I was eager to see the stores of @cosme, a Japanese beauty chain with a retail concept that is strongly driven by social media network. The @cosme approach is an ingenious merger of online and offline retail.
[EDIT 30/01/2018: @cosme finally has an English-language version of the website! Check out: https://www.cosme.com/en; it’s just a part of @cosme’s huge Japanese language database but still, yay!]
@cosme is Japan’s largest cosmetics online store and it is also the country’s biggest virtual beauty community. The company’s websites are www.cosme.com and www.cosme.net so every Japanese Internet user who searches for anything to do with cosmetics ends up at @cosme sooner or later. @cosme’s main target group are consumers aged 16-25 which means that the website and its online community are hugely influential in the trend-driven teen and young adult consumer demographic in Japan.
@cosme’s very successful retail venture actually started with a simple review website: cosme.net was launched in 1999 and became popular very quickly. In 2001, the company behind @cosme (marketing agency iStyle), launched online store cosme.com. @cosme sells an extensive range of Japanese, Asian and Western mass market, masstige and premium brands. Whether you are looking for a Japanese face mask, a Korean eyelash lotion or Chanel’s latest whitening face serum, it is all available on @cosme.
Consumer can purchase products on @cosme, review and recommend them, ask questions of the community, tweet about the favourite brands, post pictures of beauty products, share information and rate the products on the website. There are regular @cosme beauty awards: official rankings of the most popular beauty products in various categories – check out the excellent Japanese beauty blog Ratzillacosme which provides translations of the rankings for 2011-2014.
And a top @cosme ranking is a great endorsement for any beauty brand. I spent a lot of time in various beauty stores over the last week – small drugstores, large Matsumoto Kiyoshi outlets, independent perfumeries, you name it – and I notice “@cosme best-seller” stickers on beauty products everywhere.
In 2007 @cosme expanded into stationary retail and opened its first store in Tokyo’s Shinjuku area. Today there are five @cosme stores in the Tokyo area – in Ueno, Shinjuku, Shibuya, Yurakucho and Ikebukuro – as well as one outlet in Osaka. If you have visited Tokyo, you’ll know that Shinjuku, Shibuya and Ikebukuro are three of the busiest areas in central Tokyo; they are focal points for fashion, lifestyle, entertainment, shopping and leisure activities. And the respective JR (Japan Rail) stations are not only major intersections in Tokyo’s public transport system (millions of people pass through there every day), but they are also amongst Japan’s busiest railway stations. And that is saying something, believe me!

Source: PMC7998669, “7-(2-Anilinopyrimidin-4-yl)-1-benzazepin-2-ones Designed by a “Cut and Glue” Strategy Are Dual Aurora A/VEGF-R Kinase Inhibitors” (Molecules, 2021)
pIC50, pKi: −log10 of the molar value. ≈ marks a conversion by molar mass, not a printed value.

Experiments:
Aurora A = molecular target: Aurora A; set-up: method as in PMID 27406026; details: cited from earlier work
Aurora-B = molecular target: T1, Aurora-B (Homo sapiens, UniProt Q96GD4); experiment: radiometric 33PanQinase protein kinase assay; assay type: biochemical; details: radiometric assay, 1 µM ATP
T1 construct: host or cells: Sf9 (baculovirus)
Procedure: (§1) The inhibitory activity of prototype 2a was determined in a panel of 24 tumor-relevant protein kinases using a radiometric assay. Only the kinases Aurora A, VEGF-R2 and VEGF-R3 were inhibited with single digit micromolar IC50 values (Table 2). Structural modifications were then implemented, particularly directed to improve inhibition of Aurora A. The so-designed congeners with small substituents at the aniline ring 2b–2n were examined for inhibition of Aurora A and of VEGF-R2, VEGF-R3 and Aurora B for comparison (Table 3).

@cosme outlets are shop-in-shops located in department stores (three of @cosme Tokyo stores are in outlets of the Lumine chain, the other two are situated in Marui stores), which are usually in the direct vicinity of respective train station, or in some cases even attached to the station concourse. For my European readers: some of Tokyo’s train stations – especially Shinjuku and Shibuya – are so gigantic and confusing, with hundreds of exits, retail stores, malls and restaurants built right into the actual station, that there are station maps to help you find your way around. According to Shinjuku station’s Wikipedia entry, it made the Guiness Book of World Record as the world’s busiest transport hub in 2007.
Anyway, the @cosme retail stores are storefronts for the online shop: in @cosme you’ll find ranking shelves for various beauty categories – mascaras, fake eyelashes, skin care or beauty gadgets. Products are listed according to how popular they are on the website and/or how often they are tweeted/posted in the social networks frequented by @cosme’s online customers.
The stationary @cosme stores – I visited the flagship outlet in the Lumine Est department store in Shinjuku – sell a very wide range of mainstream mass market and premium cosmetics, there are colourful tester bars and loud music; it’s a teenage beauty shopper’s heaven.What I especially liked were the sinks where you can try out facial cleanser, foams and other liquid products – the store also provides tissues and paper towels.
The product line-up in the @cosme retail outlets changes constantly, depending on how popular brands or products are on the @cosme website. Each store also has at least one computer terminal: consumer can test products in-store and immediately review or recommend them online. Since I don’t read Japanese I can’t be sure about this, but I’m willing to bet that there are plenty of smartphone apps and all sorts of additional @cosme services to further boost the online/offline retail experience.
Cosmetics are proverbially difficult to sell online. Unless you know exactly what shade/brand you require or you have bought a specific product before, you need to test it in real life to see how the cream feels like on your skin, how pigmented an eye shadow is or what a fragrance actually smells like. The @cosme stores allow consumers to do exactly this and yet be completely immersed in the virtual @cosme beauty world at the same time. It’s an ingenious concept. And not just because of the infinite marketing and advertising possibilities that @cosme and its related services offer….!